To put this analysis into dashboard form, you’ll need to build a response model in R that predicts the likelihood of each individual customer to respond to a campaign outreach effort. The Tableau – R integration is the way you get the customer level analysis out of R and into your dashboard efforts. For reporting purposes, it doesn’t make sense to report on individuals, so a rolled up and average of the findings across major customer segments and demographics would be of use.

Once you’ve got a calculated response rate, you can also start projecting the ROAS (return on advertising spending) of our outreach efforts or even determine our break-even point with some basic cost information. Tableau let’s you build in dynamic functionality so that you can conduct your own what-if analysis to see the impact of a changing ad cost on ROAS.

What Will They Respond To?

Digging in even deeper, you could also take a look at what creative elements your customers are likely to respond to. This is a more challenging analysis to build, mainly due to the fact that the required data isn’t always easy to get a hold of. There are several ways you could build out this dataset, either through carefully segmented A/B tests, or through careful tracking of historical response rate information for individual customers.

The dataset for this requires as much information as possible about the ad creative: what was the creative like? The calls to action? Did it have images? What was the messaging in the text? Were there other incentives in the creative? Once you’ve built out a robust data set, the analysis occurs the same way as before; by using the R integration in Tableau to build out the likelihood to respond to creative and then feeding that back to Tableau for visualization and dashboarding purposes.

If you put all of these components together: an understanding of your customer base, their likelihood to respond to outreach efforts, and details on what exactly they respond to, you’ll be well on your way to be able to optimize your marketing time and efforts. One advantage of putting predictive analytics into a dashboard format is that it allows you to scale easily across brands, geographies or products. The data set would change for each different dashboard, but the visualizations and R code fueling the analysis could typically remain unchanged.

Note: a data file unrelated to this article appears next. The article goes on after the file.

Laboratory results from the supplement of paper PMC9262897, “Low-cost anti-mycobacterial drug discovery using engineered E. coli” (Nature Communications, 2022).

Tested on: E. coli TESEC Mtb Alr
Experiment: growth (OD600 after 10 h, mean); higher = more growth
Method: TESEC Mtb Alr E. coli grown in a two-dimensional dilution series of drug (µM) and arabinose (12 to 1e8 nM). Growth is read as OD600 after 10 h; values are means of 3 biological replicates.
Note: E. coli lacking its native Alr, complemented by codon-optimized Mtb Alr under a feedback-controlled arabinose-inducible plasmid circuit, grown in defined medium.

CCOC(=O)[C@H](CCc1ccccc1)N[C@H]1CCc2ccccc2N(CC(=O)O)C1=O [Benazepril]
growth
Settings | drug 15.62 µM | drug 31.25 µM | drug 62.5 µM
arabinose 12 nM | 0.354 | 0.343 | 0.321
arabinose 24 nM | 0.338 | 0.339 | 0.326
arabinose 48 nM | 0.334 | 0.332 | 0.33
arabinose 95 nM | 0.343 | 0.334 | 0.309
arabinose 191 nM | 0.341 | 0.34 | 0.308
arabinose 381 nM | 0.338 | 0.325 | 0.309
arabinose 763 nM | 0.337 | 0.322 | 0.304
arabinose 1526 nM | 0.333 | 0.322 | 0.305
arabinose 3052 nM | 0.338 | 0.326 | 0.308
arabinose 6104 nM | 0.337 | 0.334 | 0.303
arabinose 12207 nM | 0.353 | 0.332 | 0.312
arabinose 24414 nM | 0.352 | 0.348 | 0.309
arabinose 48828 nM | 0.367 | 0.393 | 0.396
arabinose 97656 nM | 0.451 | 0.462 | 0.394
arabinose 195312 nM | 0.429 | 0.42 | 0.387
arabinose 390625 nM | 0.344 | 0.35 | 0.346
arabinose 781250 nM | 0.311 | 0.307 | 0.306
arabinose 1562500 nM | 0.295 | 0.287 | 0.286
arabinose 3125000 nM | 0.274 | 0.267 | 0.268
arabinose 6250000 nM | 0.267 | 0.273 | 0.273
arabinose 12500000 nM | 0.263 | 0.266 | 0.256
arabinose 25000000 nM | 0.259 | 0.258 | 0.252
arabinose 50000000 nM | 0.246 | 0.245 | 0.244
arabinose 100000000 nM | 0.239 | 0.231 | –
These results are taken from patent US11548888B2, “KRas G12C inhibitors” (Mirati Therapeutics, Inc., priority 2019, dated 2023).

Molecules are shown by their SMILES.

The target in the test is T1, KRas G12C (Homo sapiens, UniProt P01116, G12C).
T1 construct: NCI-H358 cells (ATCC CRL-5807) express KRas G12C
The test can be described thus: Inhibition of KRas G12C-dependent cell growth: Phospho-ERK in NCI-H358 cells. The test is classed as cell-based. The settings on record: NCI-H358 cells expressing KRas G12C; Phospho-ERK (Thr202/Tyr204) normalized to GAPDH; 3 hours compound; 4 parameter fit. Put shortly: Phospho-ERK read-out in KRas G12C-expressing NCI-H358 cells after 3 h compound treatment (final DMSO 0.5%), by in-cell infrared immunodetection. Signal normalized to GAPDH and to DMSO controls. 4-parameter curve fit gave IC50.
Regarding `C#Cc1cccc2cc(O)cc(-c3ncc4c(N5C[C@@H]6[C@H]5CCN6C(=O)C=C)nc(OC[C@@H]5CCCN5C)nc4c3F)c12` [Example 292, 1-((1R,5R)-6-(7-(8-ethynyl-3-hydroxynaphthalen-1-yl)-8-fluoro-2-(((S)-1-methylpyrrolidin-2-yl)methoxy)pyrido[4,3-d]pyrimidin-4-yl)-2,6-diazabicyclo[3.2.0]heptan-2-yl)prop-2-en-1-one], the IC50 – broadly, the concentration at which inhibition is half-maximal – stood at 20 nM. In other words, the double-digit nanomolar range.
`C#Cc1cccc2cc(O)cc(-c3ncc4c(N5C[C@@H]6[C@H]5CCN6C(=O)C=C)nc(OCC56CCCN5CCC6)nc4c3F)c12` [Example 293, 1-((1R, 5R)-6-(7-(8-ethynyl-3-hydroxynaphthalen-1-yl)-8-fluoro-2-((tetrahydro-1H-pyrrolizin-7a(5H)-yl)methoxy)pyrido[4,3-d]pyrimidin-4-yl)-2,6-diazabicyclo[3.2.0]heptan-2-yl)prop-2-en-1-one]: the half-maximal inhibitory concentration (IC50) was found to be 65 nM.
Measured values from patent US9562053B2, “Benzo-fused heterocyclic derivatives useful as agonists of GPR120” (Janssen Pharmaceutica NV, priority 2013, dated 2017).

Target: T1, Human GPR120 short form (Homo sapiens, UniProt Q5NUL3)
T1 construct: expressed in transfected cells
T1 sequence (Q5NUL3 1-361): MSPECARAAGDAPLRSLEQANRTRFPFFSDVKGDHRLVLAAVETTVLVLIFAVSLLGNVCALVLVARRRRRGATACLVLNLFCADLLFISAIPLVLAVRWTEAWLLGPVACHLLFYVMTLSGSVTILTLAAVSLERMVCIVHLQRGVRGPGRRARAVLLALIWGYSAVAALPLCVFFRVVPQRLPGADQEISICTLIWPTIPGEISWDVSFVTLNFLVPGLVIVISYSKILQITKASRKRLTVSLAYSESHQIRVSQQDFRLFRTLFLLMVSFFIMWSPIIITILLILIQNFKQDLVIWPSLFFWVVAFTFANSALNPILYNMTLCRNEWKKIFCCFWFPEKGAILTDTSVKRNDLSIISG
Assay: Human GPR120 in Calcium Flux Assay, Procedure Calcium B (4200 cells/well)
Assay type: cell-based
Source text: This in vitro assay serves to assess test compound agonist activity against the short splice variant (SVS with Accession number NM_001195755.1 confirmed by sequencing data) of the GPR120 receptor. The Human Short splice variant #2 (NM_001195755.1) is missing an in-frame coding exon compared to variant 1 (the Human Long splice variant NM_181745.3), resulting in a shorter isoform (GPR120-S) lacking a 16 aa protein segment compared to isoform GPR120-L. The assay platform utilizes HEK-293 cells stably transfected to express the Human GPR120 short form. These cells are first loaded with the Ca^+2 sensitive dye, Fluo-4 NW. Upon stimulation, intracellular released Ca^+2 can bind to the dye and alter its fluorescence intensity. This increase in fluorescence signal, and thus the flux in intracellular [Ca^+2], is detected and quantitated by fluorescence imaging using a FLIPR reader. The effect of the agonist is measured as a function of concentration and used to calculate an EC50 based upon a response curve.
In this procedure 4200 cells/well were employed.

If you’d like to find out more about predictive analytics techniques along with other advanced industry leading data science applications, check out our upcoming webinar with the AMA: “Applying Data Science Methods for Marketing Lift”, on November 3rd, 2016 at 12- 1pm PST. You can register for free here.

For many organizations, even those with sophisticated tools and practices, getting the right data, and more importantly, the insights – to the right people at the right time is difficult.  With multiple stakeholders, various data sources, and the ever increasing pressure to ensure that the data and insights are actionable, one thing is clear: marketers feel challenged when it comes to delivering on the promise of dashboards.

To help frame up the topic of dashboard execution, it helps to understand why dashboards fail. We undertook a dashboard inventory at Cardinal Path this year, where we polled everyone who works here across both our US and Canadian offices. We asked “have you completed a dashboard project for a client”, “is that dashboard still in use?” “and if not, why?”.

The following represents some of the most common reasons we saw why dashboards were no longer in use.